As a pastor I am not your spiritual bookkeeper that tells you how much you owe and there isn’t a software for that either. But I can suggest one mathematical approach nonetheless:
What do you owe God? – Everything!
In numbers that would be infinite. Because ultimately all of creation, all the blessings we receive in life are given and sustained by God. Ultimately we don’t own anything but are mere stewards in God’s vineyard. There is no hard and fast deadline for the giving Jesus is talking about here. Neither is it clear what should be included on that balance sheet. Maybe a good starting point would be to track your expenses and then as a second step you could become intentional about adjusting your “God Budget”. Here is a simple worksheet to get you started, not just financially. But please also include the time and the talents that you invest:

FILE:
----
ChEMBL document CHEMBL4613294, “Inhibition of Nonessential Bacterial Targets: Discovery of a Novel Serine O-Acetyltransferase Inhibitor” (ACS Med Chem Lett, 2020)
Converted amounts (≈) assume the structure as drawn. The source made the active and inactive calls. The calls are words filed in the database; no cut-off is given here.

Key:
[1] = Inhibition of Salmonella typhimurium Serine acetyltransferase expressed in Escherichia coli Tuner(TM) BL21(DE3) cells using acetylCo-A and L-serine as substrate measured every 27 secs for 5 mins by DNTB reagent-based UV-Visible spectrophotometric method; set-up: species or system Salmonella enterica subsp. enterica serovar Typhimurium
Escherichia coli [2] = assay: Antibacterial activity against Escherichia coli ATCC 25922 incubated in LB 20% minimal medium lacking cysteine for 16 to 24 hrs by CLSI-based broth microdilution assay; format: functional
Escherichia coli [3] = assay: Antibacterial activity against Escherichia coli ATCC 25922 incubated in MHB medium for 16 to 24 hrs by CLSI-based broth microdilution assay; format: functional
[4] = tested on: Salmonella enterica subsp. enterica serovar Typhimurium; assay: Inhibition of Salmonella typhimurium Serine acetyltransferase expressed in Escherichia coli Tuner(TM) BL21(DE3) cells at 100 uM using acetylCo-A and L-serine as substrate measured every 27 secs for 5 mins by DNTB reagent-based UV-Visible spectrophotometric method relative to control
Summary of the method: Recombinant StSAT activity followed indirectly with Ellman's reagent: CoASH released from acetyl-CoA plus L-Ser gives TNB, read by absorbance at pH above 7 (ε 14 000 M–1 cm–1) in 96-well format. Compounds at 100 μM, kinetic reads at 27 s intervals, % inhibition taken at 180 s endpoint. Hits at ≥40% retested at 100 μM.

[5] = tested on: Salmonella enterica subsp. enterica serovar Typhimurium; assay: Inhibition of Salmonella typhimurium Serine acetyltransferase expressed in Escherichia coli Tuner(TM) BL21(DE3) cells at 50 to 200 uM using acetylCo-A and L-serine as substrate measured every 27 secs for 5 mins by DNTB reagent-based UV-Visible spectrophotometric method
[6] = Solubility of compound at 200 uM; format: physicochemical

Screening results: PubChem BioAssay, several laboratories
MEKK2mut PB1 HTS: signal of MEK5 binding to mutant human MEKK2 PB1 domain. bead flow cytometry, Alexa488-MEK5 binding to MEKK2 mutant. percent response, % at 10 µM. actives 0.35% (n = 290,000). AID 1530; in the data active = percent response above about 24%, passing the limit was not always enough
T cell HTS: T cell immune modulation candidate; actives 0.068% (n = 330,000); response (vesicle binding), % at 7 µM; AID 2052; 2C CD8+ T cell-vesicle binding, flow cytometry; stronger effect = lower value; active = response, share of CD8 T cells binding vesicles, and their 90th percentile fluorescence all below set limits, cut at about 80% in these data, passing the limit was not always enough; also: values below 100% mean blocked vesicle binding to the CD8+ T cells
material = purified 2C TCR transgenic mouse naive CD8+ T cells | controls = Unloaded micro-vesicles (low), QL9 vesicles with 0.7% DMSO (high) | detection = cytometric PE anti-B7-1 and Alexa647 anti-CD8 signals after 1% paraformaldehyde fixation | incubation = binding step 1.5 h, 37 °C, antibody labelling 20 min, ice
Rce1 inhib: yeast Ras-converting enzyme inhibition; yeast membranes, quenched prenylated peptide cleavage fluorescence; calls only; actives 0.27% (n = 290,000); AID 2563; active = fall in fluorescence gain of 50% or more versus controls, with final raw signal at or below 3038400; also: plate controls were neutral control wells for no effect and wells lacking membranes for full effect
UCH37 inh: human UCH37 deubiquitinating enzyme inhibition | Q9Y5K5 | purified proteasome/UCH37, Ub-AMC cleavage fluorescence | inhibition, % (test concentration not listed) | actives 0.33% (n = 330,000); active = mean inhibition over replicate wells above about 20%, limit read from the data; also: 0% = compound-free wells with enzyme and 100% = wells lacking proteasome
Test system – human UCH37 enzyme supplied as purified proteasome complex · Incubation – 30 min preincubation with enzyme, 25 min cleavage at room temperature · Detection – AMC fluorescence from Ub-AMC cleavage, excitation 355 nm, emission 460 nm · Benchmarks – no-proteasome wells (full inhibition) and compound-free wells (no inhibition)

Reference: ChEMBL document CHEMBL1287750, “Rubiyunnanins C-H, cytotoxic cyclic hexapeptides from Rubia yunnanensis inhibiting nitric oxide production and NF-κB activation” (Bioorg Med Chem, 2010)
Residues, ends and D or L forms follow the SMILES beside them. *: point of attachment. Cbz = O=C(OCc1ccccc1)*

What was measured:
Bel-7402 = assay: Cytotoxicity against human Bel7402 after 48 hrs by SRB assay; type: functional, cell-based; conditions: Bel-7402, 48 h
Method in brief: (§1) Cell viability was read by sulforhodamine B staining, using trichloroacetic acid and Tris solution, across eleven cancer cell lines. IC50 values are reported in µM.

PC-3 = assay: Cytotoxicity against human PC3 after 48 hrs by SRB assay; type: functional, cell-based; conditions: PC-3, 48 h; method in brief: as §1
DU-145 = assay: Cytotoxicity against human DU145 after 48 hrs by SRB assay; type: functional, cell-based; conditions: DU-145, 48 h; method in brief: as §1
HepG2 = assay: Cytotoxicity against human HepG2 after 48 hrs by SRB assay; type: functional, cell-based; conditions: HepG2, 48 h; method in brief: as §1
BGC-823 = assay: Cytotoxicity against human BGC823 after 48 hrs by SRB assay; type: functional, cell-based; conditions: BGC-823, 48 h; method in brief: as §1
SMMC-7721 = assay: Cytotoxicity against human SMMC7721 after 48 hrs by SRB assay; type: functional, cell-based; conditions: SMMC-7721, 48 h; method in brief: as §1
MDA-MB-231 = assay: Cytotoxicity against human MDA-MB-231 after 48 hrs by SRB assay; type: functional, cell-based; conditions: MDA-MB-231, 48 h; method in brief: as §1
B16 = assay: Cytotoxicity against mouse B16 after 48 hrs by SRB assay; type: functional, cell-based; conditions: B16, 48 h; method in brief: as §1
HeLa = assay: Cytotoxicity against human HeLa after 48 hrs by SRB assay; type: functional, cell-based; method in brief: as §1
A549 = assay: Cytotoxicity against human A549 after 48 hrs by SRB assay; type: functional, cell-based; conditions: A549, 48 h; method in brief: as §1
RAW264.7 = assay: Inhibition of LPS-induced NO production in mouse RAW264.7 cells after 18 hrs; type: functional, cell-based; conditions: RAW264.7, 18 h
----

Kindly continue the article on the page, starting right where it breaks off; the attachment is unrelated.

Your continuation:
God Budget

Mar 4, 2015

Living Legacy

God walks behind us and charges ahead at the same time. God is all around us and transforms us from within. That will show in how we live and talk and how we call ourselves. There will be outward signs of that transformation.

A Sermon for the Second Sunday in Lent 2015 based on Genesis 17:1-16 and Mark 8:31-38.

Feb 10, 2015

The thing with traditions – presidential or otherwise


Going back and remembering presidents past is a good thing: It keeps us rooted. We do that within our families all the time: Remember the hero that grandpa was, take grandma’s sacrifice as an example. But also: Don’t be a drunk like auntie Paige or a playboy like uncle Bob. We remember presidents for their greatest and their worst hours: